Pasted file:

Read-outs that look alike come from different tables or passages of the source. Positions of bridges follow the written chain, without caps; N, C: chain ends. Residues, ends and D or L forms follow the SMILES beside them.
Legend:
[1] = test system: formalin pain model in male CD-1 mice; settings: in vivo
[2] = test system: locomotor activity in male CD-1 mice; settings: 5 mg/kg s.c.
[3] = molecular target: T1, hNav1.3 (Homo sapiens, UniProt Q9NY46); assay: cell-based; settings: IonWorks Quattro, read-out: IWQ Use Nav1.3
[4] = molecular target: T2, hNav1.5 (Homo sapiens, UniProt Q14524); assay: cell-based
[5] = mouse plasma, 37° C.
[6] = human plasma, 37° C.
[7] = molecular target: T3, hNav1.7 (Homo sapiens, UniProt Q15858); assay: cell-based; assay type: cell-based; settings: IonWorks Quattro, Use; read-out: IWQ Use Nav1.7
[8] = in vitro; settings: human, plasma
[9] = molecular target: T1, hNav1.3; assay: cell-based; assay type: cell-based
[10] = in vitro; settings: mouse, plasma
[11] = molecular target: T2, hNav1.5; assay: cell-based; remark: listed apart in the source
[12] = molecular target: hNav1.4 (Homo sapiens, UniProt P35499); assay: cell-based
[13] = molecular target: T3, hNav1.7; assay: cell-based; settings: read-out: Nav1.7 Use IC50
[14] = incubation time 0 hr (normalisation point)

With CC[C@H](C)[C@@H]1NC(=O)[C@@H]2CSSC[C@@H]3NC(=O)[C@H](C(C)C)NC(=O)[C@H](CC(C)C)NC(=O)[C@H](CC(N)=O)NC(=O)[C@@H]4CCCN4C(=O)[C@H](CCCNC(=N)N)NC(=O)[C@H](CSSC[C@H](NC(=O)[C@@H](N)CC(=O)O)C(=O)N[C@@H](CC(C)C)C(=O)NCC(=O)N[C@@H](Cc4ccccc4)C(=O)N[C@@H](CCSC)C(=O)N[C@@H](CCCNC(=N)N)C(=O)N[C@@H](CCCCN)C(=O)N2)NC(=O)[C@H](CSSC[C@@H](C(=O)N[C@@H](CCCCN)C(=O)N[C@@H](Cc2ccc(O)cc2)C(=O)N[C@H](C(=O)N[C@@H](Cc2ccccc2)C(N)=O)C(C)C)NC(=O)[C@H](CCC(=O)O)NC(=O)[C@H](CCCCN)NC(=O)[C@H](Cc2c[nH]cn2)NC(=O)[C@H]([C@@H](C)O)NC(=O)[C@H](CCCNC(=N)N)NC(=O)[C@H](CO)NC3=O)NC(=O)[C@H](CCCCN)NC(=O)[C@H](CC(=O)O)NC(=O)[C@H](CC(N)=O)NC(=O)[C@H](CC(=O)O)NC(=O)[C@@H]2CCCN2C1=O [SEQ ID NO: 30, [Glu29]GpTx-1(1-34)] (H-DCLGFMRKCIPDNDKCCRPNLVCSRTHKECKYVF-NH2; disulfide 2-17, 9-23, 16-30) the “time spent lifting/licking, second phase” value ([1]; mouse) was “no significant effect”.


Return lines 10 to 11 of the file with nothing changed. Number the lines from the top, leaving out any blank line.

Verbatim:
[8] = in vitro; settings: human, plasma
[9] = molecular target: T1, hNav1.3; assay: cell-based; assay type: cell-based